Archive for the ‘the netherlands’ Category
The “fraudulent” Social Cognition article found, according to its abstract, that the more positively you perceive yourself, the less you need to compare yourself to other people. Conversely, negative thoughts were linked to more comparison to others. As an article in the New York Times points out, where Stapel’s faulty studies often succeeded is in telling us what we want to believe about the world.
Here’s the retraction note for the article:
The European Ophthalmic Review has retracted a 2014 article about the macular degeneration drug aflibercept without any explanation.
Here’s the retraction notice, such as it is:
A new group of experts is suggesting there’s something fishy in the body of work of social psychologist Jens Förster.
The University of Amsterdam, Förster’s former employer, commissioned three statistical experts to examine his publication record, looking for signs that the data are not authentic.
Well, they found some signs:
A 2014 Cancer Cell paper became the subject of an erratum in January 2015, shortly after PubPeer members began criticizing the data. However, many issues brought up by commenters weren’t addressed in the correction notice, including a figure that might be two experiments spliced together to look like one.
The paper, led by Guido Franzoso at Imperial College London, claims that a new cancer drug called DTP3 kills myeloma cells “without causing any toxic side effects,” according to a press release from the school. Guido Franzoso is the founder of Kesios Therapeutics, a drug company which is set to begin clinical trials on DTP3.
The correction indicates that Western blots were cropped badly, which omitted several panels discussed in the text, while an “extra time point” was included accidentally. An antibody was also omitted from the description of the procedure.
PubPeer commenters have noticed additional issues, such as a criticism of figure 3D, which were not included or changed in this correction.
The Free University of Amsterdam found Peter Nijkamp, one of the nation’s leading economists who has lost several papers for self-plagiarism, has been found guilty of “questionable research practices,” according to the newly released results of an investigation.
Nijkamp has published a strongly worded criticism of the report (at least according to Google Translate, since his writing is in Dutch).
According to independent student publication Ad Valvas, the commission, led by Jaap Zwemmer, a professor emeritus at the University of Amsterdam, found Nijkamp was guilty of “questionable research practices.” University rector Frank van der Duyn Schouten, on the other hand, said in an official statement that there was “insufficient basis” to claim questionable research practices for each article.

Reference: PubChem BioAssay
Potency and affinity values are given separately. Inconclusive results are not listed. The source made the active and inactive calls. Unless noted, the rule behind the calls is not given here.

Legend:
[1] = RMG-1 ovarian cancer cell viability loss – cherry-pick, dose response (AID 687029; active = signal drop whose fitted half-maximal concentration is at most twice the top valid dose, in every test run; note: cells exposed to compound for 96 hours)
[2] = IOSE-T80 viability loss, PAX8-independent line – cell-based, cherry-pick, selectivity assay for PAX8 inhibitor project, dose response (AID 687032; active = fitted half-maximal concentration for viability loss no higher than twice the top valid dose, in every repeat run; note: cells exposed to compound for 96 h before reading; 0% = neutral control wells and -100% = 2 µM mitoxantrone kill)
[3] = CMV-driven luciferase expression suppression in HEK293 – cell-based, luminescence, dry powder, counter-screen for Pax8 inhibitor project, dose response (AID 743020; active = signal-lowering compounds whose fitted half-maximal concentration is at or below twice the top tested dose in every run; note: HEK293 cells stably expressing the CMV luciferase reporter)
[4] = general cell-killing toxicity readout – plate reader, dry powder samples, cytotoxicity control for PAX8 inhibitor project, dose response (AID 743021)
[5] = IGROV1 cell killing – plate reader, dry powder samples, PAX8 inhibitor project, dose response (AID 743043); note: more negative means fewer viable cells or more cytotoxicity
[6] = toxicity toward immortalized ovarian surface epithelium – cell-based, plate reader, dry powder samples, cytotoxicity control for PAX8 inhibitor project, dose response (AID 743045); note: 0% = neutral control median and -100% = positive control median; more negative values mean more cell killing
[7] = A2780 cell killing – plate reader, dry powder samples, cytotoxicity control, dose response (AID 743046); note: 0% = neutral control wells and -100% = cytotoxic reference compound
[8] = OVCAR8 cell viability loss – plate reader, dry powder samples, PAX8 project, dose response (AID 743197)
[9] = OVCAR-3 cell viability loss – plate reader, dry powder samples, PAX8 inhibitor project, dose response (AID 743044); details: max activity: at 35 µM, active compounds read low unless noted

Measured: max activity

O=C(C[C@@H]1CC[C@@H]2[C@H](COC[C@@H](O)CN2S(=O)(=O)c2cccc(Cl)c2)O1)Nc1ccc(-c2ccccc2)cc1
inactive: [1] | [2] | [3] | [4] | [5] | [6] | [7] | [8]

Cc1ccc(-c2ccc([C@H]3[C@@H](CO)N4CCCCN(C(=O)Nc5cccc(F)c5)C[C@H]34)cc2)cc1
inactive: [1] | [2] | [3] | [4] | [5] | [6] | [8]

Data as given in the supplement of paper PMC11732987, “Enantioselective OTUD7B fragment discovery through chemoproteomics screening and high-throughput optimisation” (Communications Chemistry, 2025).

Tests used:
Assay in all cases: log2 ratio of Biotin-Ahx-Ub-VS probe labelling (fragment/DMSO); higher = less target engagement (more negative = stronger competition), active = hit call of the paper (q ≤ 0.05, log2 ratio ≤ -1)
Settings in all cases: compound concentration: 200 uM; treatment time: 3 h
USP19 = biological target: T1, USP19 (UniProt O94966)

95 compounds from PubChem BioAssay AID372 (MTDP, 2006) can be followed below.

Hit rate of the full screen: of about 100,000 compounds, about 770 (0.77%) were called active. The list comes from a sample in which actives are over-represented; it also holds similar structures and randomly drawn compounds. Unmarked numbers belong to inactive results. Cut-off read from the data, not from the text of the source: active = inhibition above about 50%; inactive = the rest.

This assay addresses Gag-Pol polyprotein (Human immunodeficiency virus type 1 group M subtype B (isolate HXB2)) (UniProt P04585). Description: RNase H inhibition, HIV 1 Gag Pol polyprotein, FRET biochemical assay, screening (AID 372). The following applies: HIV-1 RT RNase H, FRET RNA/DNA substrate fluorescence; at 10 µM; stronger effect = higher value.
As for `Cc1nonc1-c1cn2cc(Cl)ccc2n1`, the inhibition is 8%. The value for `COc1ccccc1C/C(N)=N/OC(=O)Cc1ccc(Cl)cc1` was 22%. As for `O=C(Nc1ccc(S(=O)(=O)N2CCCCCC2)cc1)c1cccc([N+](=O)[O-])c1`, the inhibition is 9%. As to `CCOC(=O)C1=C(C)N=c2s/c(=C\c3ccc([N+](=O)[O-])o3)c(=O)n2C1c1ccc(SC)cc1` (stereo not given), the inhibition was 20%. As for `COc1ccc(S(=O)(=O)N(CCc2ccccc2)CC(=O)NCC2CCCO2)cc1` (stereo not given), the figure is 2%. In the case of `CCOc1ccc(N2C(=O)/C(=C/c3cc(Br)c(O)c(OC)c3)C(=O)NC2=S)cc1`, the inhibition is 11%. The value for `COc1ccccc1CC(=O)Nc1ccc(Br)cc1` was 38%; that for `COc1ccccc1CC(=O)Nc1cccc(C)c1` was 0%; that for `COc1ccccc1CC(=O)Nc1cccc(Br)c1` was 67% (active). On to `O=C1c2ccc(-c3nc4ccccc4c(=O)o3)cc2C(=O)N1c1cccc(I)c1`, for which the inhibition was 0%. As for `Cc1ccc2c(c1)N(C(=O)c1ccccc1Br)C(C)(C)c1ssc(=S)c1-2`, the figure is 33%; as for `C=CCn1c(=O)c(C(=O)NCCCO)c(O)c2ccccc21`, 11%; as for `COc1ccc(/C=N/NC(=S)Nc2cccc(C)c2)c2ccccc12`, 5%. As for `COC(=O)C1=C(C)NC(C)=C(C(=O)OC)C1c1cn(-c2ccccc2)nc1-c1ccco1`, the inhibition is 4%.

Henk Buck, a Dutch chemist who once claimed he could cure AIDS, is back, publishing a long explanation of why he was right all along in a journal by what Jeffrey Beall calls a possible predatory publisher.
Buck spent a few months in 1990 as a hero. In April of that year, he and his team published a paper in Science that claimed they could prevent HIV from infecting human cells. Buck went on a press blitz, appearing on TV and the radio claiming that there would be a treatment for AIDS “in a few years,” according to an 1991 comment published in Science.
Like many things that sound too good to be true, the AIDS cure was a fraud. Read the rest of this entry »
A group in the Netherlands has retracted a case study on the diarrheal pathogen Campylobacter jejuni, commonly found in animal feces, after repeated tests showed the bacteria was actually C. fetus, which also causes spontaneous abortion in cows and sheep.
The 46-year-old man who had previously had an aortic valve replacement came to the doctors with endocarditis, an inflammation of the heart. Initial tests showed that it was due to a C. jejuni infection, which often lives in chickens, wombats, kangaroos, and sheep.
Only a few cases of endocarditis caused by C. jejuni had ever been reported. Unfortunately, a thorough followup made it clear that a different pathogen was at play. Let’s consider this retraction a model for all others in its clarity and thoroughness.
Retired Dutch anthropologist Mart Bax made a career out of making up papers, many of them on the Bosnian genocide.
He retired from the Free University in Amsterdam in 2002. It wasn’t until 2013 that the university published a report indicating that Bax never published 61 of the papers he listed on his CV, and many of the real articles were based on fabricated data.
Publisher Taylor and Francis retracted one of Bax’s papers from Ethnic and Racial Studies in April. Now they’re retracting a second, from Ethnos, using almost identical language.
Most of the authors of two Molecular Cell papers have retracted them after becoming aware of inappropriate image manipulation by the first author of both — who refused to sign the notices.
One of the papers, “Role of the SEL1L:LC3-I Complex as an ERAD Tuning Receptor in the Mammalian ER,” earned first author Riccardo Bernasconi, who successfully defended his PhD in 2010, the STSBC-Roche Diagnostics award in 2012. Here’s the notice for that paper: Read the rest of this entry »